Author: Dana Dillon

Hiroshima and the Transfiguration of Christ

Each year, on August 6, I’m reminded of the strange convergence.  In the liturgical calendar, August 6th is the Feast of the Transfiguration, where Jesus goes up Mt. Tabor with Peter, James, and John, and they see the manifestation of his glory, as he talks with Moses and Elijah.  It is a feast (and a story) that reminds us of the power and glory that was Jesus’ own, even as he came “in our midst as one who serves”: teaching, healing, washing feet.  And, to paraphrase Philippians 2, he did not cling to the glory that was his, but instead humbled himself, choosing to make his most striking statement of power on the Cross.  Christ did not stay on Mt. Tabor, but moved forward to Calvary. And yet it was on this day in 1945 that the US, led by President Truman, dropped an atomic bomb on Hiroshima in Japan.  Three days later, we would drop another on Nagasaki.  There were certainly reasons to do this, which of course came down to shortening the war, saving American lives, and showing American strength to our enemies and our uneasy alliances alike. But there is no room at all in the just war tradition for truly justifying reasons to use a weapon which cannot discriminate between soldiers and non-combatants.  In all our talk (for instance, in moving into war with Iraq...

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Freedom, Justice, and Blessing

For those of us in the US: Happy Independence Day! As I prepare to celebrate the holiday with family and friends, with hot dogs, hamburgers and all the trimmings, I’m deeply grateful for the freedoms and privileges that being an American citizen has afforded me.  I’m mindful, too, of the cost of those freedoms, both in terms of those who have given their own lives or those of their family members in military service and in terms of the people around the world who know poverty as an effect of our collective wealth.  I think too of all those...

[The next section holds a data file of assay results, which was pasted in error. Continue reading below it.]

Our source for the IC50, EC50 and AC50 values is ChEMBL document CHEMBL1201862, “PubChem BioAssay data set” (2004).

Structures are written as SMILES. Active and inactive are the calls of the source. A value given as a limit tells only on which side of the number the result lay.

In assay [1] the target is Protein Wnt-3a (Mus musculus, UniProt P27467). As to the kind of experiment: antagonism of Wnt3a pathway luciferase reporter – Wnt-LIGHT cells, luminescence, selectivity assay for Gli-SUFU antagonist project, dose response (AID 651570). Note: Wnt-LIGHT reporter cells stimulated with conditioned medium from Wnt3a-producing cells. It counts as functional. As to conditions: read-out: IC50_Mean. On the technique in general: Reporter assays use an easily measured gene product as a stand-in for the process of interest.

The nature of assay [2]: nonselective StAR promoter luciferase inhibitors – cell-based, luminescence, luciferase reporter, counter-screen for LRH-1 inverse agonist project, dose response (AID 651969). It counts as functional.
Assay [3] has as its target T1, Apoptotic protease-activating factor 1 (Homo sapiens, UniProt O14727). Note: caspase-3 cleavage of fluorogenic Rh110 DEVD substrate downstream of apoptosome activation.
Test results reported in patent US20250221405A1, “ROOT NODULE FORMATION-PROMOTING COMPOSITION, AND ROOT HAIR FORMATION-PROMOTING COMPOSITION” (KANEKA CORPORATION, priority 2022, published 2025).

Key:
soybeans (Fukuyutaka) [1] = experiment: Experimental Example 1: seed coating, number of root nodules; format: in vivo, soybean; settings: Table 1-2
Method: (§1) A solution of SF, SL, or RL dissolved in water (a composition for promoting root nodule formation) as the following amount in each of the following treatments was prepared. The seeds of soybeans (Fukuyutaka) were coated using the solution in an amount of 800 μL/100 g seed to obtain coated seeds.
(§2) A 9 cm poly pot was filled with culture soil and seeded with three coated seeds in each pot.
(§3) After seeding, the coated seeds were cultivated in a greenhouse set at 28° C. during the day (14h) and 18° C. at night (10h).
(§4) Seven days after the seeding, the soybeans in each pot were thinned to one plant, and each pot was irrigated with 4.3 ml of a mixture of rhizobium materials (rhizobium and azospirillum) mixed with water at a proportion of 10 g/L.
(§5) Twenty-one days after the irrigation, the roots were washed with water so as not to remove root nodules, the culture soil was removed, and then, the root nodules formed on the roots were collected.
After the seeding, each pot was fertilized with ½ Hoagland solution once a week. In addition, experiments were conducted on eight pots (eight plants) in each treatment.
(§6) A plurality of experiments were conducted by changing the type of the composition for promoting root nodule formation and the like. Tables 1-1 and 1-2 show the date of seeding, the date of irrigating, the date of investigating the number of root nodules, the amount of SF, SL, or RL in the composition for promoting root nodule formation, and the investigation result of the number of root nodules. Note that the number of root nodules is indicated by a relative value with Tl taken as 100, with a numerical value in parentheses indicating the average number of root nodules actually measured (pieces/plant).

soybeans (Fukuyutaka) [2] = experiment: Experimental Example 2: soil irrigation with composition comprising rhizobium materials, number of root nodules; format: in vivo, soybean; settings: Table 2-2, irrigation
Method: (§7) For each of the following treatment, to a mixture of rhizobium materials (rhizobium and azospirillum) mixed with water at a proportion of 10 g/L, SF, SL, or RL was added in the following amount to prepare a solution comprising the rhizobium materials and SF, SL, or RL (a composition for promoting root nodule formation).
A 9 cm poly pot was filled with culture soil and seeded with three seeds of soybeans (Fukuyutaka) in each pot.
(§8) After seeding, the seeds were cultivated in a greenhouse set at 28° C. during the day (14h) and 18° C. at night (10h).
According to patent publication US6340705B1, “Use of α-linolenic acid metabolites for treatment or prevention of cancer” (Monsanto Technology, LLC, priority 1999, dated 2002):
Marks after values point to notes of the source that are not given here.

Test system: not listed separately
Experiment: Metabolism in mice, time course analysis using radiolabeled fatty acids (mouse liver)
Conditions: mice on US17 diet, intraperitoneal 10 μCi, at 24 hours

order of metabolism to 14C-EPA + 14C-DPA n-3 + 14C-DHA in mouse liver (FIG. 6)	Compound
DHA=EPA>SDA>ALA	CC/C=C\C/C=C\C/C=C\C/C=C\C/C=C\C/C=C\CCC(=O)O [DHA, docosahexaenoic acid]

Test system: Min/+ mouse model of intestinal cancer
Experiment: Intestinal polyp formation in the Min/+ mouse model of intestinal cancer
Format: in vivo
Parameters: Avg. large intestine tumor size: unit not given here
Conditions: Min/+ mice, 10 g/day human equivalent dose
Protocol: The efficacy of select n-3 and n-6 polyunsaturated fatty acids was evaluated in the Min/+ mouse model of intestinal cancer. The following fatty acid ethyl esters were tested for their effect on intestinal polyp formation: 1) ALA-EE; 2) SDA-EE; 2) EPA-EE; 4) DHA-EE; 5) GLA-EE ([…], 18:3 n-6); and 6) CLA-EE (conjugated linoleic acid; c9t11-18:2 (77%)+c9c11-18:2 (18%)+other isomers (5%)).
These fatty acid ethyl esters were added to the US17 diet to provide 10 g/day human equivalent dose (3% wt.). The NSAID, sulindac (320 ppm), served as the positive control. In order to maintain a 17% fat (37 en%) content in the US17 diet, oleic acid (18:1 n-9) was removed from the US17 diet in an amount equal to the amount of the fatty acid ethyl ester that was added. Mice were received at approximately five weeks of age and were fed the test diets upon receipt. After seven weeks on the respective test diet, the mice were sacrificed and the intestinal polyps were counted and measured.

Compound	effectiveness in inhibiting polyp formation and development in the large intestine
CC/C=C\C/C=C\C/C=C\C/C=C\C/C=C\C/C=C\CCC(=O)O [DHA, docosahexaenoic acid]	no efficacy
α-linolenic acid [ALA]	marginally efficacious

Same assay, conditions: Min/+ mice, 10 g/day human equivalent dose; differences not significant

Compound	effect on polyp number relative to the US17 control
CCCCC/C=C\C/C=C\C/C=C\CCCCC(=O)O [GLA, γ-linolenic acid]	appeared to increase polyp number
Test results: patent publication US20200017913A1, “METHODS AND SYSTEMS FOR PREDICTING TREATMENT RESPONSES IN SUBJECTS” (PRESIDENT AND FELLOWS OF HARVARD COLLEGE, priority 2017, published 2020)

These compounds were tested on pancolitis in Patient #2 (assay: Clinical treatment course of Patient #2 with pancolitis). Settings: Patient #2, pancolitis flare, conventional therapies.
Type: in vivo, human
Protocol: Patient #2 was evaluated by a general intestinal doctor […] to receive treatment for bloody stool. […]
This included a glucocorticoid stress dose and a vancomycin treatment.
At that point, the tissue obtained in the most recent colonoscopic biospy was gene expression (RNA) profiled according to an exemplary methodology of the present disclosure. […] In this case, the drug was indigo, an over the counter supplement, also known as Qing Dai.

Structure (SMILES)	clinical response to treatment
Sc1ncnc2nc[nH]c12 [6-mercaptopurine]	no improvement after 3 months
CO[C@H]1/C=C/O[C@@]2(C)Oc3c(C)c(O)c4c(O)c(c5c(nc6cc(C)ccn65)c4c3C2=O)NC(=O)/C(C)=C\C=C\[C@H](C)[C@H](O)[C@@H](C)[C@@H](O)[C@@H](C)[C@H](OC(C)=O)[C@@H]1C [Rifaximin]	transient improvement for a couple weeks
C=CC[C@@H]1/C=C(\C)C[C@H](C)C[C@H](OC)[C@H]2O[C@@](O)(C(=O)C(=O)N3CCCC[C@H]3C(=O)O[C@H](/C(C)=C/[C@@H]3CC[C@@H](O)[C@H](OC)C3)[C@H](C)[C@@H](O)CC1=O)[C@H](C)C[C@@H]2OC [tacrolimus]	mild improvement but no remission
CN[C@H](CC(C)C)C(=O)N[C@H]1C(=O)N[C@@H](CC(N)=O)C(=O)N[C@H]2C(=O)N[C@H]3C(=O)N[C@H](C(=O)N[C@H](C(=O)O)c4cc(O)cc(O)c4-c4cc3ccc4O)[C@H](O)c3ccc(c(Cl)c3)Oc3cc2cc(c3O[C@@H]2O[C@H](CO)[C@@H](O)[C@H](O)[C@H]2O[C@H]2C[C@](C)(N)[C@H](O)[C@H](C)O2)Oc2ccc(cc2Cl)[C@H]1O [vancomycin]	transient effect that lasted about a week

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Love, Truth, and DOMA

A friend of mine wrote me yesterday and asked if I could say something about how to speak to fellow Catholics and others about same sex marriage in light of yesterday’s Supreme Court rulings.  This, of course, is one of the most divisive issues in our nation and in our Church.  It is very difficult for me personally to write about.  The reason for that is quite simple: there are many gay and lesbian persons who are very dear to me.  I love them and value them, like other friends and family members, more than words can say.  And, honestly, part of me wants to celebrate with them, at the very least their feeling of being honored and respected by the Court’s decisions.  But I also believe that marriage is a natural institution that is ordered to the procreation of children and so requires a man and a woman.  This natural institution is prior to the state and as such cannot be redefined by the state or any of its powers.  I’m not going to argue that case here. What I want to talk about is this: we are a Church who holds both of these things (the inherent dignity of every person and our obligation/opportunity to love them; and that sex and marriage have a fundamental relationship to the procreation of children).  Yes, most of us seem to...